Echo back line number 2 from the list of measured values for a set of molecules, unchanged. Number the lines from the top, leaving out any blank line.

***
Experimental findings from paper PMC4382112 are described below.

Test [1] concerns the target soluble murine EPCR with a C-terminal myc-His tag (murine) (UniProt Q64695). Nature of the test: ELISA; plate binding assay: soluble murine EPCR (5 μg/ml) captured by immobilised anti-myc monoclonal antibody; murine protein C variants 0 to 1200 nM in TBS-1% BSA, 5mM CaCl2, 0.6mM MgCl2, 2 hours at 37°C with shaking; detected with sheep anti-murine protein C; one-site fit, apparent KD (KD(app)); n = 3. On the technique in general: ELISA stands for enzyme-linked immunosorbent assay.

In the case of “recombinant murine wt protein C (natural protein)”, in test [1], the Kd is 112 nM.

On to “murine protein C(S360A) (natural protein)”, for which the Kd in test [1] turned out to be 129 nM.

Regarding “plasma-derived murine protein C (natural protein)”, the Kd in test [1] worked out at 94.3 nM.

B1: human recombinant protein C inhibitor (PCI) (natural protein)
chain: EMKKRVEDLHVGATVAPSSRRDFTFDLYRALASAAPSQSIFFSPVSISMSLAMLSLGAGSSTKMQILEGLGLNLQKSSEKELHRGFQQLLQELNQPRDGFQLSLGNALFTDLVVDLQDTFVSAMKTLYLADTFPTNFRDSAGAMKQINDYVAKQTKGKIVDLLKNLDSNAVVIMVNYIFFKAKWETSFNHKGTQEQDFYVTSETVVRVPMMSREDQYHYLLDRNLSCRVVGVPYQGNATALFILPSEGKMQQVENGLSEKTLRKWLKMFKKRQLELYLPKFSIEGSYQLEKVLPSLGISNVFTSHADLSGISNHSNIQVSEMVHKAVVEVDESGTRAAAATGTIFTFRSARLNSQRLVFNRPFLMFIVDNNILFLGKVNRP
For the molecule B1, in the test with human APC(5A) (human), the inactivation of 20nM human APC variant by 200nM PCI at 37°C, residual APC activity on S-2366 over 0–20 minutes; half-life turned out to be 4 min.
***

Test [1] concerns the target soluble murine EPCR with a C-terminal myc-His tag (murine) (UniProt Q64695). Nature of the test: ELISA; plate binding assay: soluble murine EPCR (5 μg/ml) captured by immobilised anti-myc monoclonal antibody; murine protein C variants 0 to 1200 nM in TBS-1% BSA, 5mM CaCl2, 0.6mM MgCl2, 2 hours at 37°C with shaking; detected with sheep anti-murine protein C; one-site fit, apparent KD (KD(app)); n = 3. On the technique in general: ELISA stands for enzyme-linked immunosorbent assay.